3. Debelle FD, Vanherweghem JL, Nortier JL. Aristolochic acid nephropathy: a worldwide problem. Kidney Int. 2008 Jul;74(2):158-69.
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  5. Nortier JL, Martinez MC, Schmeiser HH, et al. Urothelial carcinoma associated with the use of a Chinese herb (Aristolochia fangchi). N Engl J Med. 2000 Jun 8;342(23):1686-92.
  6. Wani S, Weskamp C, Marple J, Spry L. Acute tubular necrosis associated with chromium picolinate-containing dietary supplement. Ann Pharmacother. 2006 Mar;40(3):563-6.
  7. Lück BE, Mann H, Melzer H, et al. Renal and other organ failure caused by germanium intoxication. Nephrol Dial Transplant. 1999 Oct;14(10):2464-8.
  8. Nauffal M, Gabardi S. Nephrotoxicity of Natural Products. Blood Purif. 2016;41(1-3):123-9.
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  11. Sathe K, Ali U, Ohri A. Acute renal failure secondary to ingestion of ayurvedic medicine containing mercury. Indian J Nephrol. 2013 Jul;23(4):301-3.
  12. He H, An R, Hou J, Fu W. Arsenic trioxide induced rhabdomyolysis, a rare but severe side effect, in an APL patient: a case report. Front Med. 2017 Jun;11(2):284-286.
  13. Prakash S, Hernandez GT, Dujaili I, Bhalla V. Lead poisoning from an Ayurvedic herbal medicine in a patient with chronic kidney disease. Nat Rev Nephrol. 2009 May;5(5):297-300.
  14. Borrelli F, Izzo AA. Herb-drug interactions with St John’s wort (Hypericum perforatum): an update on clinical observations. AAPS J. 2009 Dec;11(4):710-27.
  15. Mai I, Störmer E, Bauer S, Krüger H, Budde K, Roots I. Impact of St John’s wort treatment on the pharmacokinetics of tacrolimus and mycophenolic acid in renal transplant patients. Nephrol Dial Transplant. 2003 Apr;18(4):819-22.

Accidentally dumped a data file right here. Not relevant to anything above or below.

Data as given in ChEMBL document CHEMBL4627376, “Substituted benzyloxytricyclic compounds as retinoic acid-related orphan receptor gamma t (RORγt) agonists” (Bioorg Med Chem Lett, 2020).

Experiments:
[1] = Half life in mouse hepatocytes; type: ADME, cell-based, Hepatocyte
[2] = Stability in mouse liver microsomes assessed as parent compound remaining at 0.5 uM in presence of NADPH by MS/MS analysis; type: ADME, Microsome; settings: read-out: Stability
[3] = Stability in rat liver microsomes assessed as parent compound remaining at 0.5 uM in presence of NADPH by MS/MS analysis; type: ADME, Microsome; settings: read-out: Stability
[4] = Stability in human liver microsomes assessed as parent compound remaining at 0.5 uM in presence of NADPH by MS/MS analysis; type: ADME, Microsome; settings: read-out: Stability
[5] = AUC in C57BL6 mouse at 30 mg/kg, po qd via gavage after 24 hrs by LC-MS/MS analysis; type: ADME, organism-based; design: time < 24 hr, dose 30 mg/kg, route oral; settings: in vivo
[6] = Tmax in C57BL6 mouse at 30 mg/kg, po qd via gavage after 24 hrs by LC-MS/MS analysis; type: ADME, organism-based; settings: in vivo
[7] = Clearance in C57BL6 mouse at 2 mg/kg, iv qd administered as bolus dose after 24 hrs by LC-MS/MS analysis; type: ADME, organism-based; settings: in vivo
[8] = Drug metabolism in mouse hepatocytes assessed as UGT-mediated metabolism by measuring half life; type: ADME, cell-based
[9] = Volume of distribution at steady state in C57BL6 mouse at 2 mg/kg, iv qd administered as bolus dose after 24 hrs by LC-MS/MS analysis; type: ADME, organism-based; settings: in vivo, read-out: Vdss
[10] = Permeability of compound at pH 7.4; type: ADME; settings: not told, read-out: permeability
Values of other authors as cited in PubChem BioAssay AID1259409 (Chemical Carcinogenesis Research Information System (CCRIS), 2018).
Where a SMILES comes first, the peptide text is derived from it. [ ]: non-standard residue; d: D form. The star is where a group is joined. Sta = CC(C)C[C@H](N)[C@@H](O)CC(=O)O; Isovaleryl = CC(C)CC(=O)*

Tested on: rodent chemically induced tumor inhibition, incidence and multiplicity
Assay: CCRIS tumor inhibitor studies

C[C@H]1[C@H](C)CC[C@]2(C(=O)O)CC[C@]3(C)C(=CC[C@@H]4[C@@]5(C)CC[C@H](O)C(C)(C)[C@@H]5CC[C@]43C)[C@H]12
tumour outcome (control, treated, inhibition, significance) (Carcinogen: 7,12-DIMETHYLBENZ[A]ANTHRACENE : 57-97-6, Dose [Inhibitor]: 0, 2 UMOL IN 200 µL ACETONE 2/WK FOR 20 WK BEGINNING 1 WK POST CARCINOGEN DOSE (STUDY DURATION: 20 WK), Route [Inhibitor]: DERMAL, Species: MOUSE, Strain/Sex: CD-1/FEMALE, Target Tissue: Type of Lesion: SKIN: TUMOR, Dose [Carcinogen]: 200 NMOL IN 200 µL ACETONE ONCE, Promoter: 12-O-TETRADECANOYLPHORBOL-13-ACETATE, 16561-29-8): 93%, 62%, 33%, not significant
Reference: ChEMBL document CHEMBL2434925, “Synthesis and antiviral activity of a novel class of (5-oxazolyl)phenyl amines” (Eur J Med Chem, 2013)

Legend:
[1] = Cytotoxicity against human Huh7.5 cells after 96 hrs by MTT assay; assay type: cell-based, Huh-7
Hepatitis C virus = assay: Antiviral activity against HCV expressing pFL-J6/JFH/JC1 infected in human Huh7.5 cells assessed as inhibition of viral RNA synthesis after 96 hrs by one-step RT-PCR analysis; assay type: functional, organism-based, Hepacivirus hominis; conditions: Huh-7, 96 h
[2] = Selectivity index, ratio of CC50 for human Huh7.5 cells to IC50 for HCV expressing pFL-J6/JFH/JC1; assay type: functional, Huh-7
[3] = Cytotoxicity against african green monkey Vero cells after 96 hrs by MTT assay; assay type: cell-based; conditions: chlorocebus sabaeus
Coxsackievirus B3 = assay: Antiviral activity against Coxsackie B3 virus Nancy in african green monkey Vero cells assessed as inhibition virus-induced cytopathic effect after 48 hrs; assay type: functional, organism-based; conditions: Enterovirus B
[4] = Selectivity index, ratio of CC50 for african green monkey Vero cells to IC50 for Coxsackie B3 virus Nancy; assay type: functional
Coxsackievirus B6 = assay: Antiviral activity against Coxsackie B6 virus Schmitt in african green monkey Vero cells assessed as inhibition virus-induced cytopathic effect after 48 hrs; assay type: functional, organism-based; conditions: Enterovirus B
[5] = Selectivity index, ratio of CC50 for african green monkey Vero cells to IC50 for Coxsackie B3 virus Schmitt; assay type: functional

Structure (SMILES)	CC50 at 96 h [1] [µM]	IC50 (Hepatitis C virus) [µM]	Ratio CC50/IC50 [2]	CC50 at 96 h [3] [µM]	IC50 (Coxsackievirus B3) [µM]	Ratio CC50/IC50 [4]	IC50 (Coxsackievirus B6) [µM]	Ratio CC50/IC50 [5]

16. Turton-Weeks SM, Barone GW, Gurley BJ, Ketel BL, Lightfoot ML, Abul-Ezz SR. St John’s wort: a hidden risk for transplant patients. Prog Transplant. 2001 Jun;11(2):116-20.
  17. Nowack R. Review article: cytochrome P450 enzyme, and transport protein mediated herb-drug interactions in renal transplant patients: grapefruit juice, St John’s Wort – and beyond! Nephrology (Carlton). 2008 Jun;13(4):337-47.
  18. Wang CH, Fang CC, Chen NC, et al. Cranberry-containing products for prevention of urinary tract infections in susceptible populations: a systematic review and meta-analysis of randomized controlled trials. Arch Intern Med. 2012 Jul 9;172(13):988-96.
  19. Terris MK, Issa MM, Tacker JR. Dietary supplementation with cranberry concentrate tablets may increase the risk of nephrolithiasis. Urology. 2001 Jan;57(1):26-9.
  20. Mansi IA, Huang J Rhabdomyolysis in response to weight-loss herbal medicine. Am J Med Sci. 2004 Jun;327(6):356-7.
  21. Carol ML. Hydroxycut weight loss dietary supplements: a contributing factor in the development of exertional rhabdomyolysis in three U.S. Army soldiers. Mil Med. 2013 Sep;178(9):e1039-42.
  22. Liew ZH, Lee KG. Liquorice-Induced Severe Hypokalaemic Rhabdomyolysis with Acute Kidney Injury. Ann Acad Med Singapore. 2017 Sep;46(9):354-355.
  23. Naik BS, Chakrapani M. A rare case of brucine poisoning complicated by rhabdomyolysis and acute renal failure. Malays J Pathol. 2009 Jun;31(1):67-9.
  24. Weisbord SD, Soule JB, Kimmel PL. Poison on line–acute renal failure caused by oil of wormwood purchased through the Internet. N Engl J Med. 1997 Sep 18;337(12):825-7.
  25. Wright CI, Van-Buren L, Kroner CI, Koning MM. Herbal medicines as diuretics: a review of the scientific evidence. J Ethnopharmacol. 2007 Oct 8;114(1):1-31.
  26. Pyevich D, Bogenschutz MP. Herbal diuretics and lithium toxicity. Am J Psychiatry. 2001 Aug;158(8):1329.
  27. Khine YY. Acute Kidney Injury following Ingestion of Henna Leaf Extract: A Case Report from Myanmar. Blood Purif. 2017;44 Suppl 1:41-45.
  28. Qurashi HE, Qumqumji AA, Zacharia Y. Acute renal failure and intravascular hemolysis following henna ingestion. Saudi J Kidney Dis Transpl. 2013 May;24(3):553-6.
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  30. Grubbs V, Plantinga LC, Tuot DS, et al.; Centers for Disease Control and Prevention CKD Surveillance Team. Americans’ use of dietary supplements that are potentially harmful in CKD. Am J Kidney Dis. 2013 May;61(5):739-47.
  31. Singh VP, Singh N, Jaggi AS. A review on renal toxicity profile of common abusive drugs. Korean J Physiol Pharmacol. 2013 Aug;17(4):347-57.
  32. Gudsoorkar VS, Perez JA Jr. A New Differential Diagnosis: Synthetic Cannabinoids-Associated Acute Renal Failure. Methodist Debakey Cardiovasc J. 2015 Jul-Sep;11(3):189-91.